COP27: Rishi Sunak prioritises ‘depressing economic challenges’ over going to climate summit

Prime Minister Rishi Sunak speaks to the media during a visit to Croydon University Hospital (PA)
Prime Minister Rishi Sunak speaks to the media during a visit to Croydon University Hospital (PA)

Rishi Sunak insisted he must focus on the “depressing domestic challenges” rather than attend the COP27 climate summit in Egypt after he was accused of a “failure of leadership”.

The Prime Minister insisted he is “personally committed” to tackling the climate crisis after he pulled out of the United Nations conference next month that Liz Truss was due to attend.

Conservative former culture secretary Nadine Dorries said Mr Sunak is “wrong” not to attend the Sharm El-Sheikh summit, saying global heating is the “biggest crisis facing our planet”.

She joined activists and opposition parties in criticising the move, with shadow climate change secretary Ed Miliband accusing Mr Sunak of a “massive failure of leadership”.

But Mr Sunak insisted it is “right” for him to instead focus on the UK economy in talks with Chancellor Jeremy Hunt ahead of their autumn budget on November 17.

Speaking to reporters during a visit to Croydon University Hospital, the Prime Minister said: “The leadership that we have shown on the climate is unmatched almost along the world.

“It’s important to me that, as Prime Minister, we leave behind an environment that is better for our children and grandchildren. I’m very passionate about that. I’m very personally committed to it.

“I just think, at the moment, it’s right that I’m also focusing on the depressing domestic challenges we have with the economy.

“I think that’s what people watching would reasonably expect me to be doing as well.”

The PM’s decision not to attend the summit was earlier defended by Environment Secretary Thérèse Coffey.

Ms Coffey insisted the “big political moments” tend to happen at the conference every five years and Mr Sunak had more urgent matters at home.

The international meeting is due to take place in Egypt between November 6 and 18.

It comes after Mr Sunak demoted two ministers with responsibility for tackling climate change. COP president Alok Sharma and climate minister Graham Stuart kept the jobs they had held under previous prime minister Liz Truss but were removed from the Cabinet.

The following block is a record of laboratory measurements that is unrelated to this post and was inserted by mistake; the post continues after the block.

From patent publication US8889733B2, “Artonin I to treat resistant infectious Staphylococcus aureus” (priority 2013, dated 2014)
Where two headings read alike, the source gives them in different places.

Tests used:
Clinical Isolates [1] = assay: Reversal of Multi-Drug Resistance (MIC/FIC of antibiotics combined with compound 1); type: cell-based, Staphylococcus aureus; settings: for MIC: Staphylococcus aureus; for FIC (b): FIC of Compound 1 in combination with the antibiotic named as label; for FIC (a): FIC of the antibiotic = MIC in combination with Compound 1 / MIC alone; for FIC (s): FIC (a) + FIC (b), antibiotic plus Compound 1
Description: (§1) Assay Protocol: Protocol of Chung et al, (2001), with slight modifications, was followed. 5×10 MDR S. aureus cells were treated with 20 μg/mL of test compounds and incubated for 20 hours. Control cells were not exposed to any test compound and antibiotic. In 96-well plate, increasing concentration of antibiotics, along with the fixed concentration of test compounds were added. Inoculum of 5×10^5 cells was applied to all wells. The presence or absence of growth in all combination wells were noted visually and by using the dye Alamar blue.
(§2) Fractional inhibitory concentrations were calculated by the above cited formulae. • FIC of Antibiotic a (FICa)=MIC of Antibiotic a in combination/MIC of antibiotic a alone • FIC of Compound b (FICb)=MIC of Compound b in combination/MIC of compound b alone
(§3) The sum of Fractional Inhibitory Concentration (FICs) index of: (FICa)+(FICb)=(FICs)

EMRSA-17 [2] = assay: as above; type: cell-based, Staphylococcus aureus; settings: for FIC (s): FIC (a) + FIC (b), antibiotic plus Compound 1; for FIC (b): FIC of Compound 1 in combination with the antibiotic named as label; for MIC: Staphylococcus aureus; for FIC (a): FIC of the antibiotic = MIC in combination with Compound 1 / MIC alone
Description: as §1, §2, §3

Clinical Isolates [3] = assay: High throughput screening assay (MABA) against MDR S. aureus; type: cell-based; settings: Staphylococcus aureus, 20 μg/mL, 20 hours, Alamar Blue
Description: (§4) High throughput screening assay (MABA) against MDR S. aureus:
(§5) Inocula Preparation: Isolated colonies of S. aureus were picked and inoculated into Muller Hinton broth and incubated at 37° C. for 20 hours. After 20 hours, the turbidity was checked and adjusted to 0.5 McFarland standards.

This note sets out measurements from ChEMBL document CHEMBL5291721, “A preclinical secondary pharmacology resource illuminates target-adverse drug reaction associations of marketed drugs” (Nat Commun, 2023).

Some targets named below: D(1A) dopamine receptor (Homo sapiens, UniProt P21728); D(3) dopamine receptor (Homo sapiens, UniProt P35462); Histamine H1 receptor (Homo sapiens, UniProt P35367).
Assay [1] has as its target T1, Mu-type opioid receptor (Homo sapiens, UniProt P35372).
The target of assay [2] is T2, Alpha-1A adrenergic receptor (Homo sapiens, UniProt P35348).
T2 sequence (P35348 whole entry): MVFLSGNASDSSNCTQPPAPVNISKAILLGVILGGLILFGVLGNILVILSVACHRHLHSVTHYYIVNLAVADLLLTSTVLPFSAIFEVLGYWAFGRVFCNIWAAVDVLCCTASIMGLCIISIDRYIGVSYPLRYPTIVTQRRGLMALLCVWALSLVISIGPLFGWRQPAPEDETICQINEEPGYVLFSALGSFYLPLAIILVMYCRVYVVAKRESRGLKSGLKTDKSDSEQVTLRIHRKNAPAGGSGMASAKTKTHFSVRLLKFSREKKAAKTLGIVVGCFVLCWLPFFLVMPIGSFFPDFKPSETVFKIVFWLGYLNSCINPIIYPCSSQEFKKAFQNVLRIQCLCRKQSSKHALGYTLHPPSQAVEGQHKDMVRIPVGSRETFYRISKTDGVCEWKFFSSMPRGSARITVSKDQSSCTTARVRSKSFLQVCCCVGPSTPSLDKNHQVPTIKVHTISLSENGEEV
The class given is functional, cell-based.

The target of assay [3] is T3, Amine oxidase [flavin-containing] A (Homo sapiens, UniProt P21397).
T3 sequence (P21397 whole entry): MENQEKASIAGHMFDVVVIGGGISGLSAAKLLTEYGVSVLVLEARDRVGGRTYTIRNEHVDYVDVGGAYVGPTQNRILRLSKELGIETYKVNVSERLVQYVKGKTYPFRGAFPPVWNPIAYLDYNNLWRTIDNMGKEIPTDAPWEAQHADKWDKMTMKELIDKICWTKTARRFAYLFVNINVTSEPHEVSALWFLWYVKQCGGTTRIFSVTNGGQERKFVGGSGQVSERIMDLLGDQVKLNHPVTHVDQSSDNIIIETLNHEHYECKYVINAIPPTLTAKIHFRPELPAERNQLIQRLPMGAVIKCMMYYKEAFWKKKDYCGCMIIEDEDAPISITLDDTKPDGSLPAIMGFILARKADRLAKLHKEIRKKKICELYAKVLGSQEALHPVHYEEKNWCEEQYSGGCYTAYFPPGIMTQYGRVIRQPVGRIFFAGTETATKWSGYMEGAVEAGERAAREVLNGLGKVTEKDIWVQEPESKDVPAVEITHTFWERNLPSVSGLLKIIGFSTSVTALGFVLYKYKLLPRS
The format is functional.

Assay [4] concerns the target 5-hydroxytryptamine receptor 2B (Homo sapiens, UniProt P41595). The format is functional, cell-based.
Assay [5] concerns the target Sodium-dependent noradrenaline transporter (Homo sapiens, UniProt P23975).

Ms Coffey said she and “several senior government ministers” will be attending but could not confirm if the King, a passionate environmentalist, would also attend now that there has been a change of leadership.

Ms Truss had reportedly told the King he should stay away from COP27.

“I think it’s up to him,” Ms Coffey said. “I know that he takes an interest in this particular issue, but it’s up to him.”

Downing Street said later on Friday it was “unanimously agreed” by Buckingham Palace and the Government that the King would not attend COP27 under the previous administration.

A spokeswoman added she is “not aware” that the advice has changed.

The annual UN climate meetings are designed to help governments agree steps to limit world temperature rises.

The UK hosted last year’s COP26 in Glasgow, with then-PM Boris Johnson stressing the need to act by warning it was a “one minute to midnight moment”. Labour leader Sir Keir Starmer criticised Mr Sunak’s move to skip the summit.

“Britain showing up to work with world leaders is an opportunity to grasp. Not an event to shun,” he said.

Shadow climate change secretary Ed Miliband said it showed a “massive failure of leadership”.

Green MP Caroline Lucas added: “The first test of leadership is to turn up. The new PM’s decision not to attend COP27 makes a mockery of any government claims on continued climate leadership — and what a shameful way to end the UK’s COP presidency.”

Rebecca Newsom, the head of politics at Greenpeace UK, said the move suggests Mr Sunak does not take climate change “seriously enough”.

“The UK Government is supposed to hand over the COP presidency to their Egyptian counterparts at next month’s summit,” she said. “For Rishi Sunak not to show up is like a runner failing to turn up with the baton at a crucial stage of the relay.” As well as the upcoming Budget, Mr Sunak is faced with having to unite a fractured Tory party and fixing a floundering economy.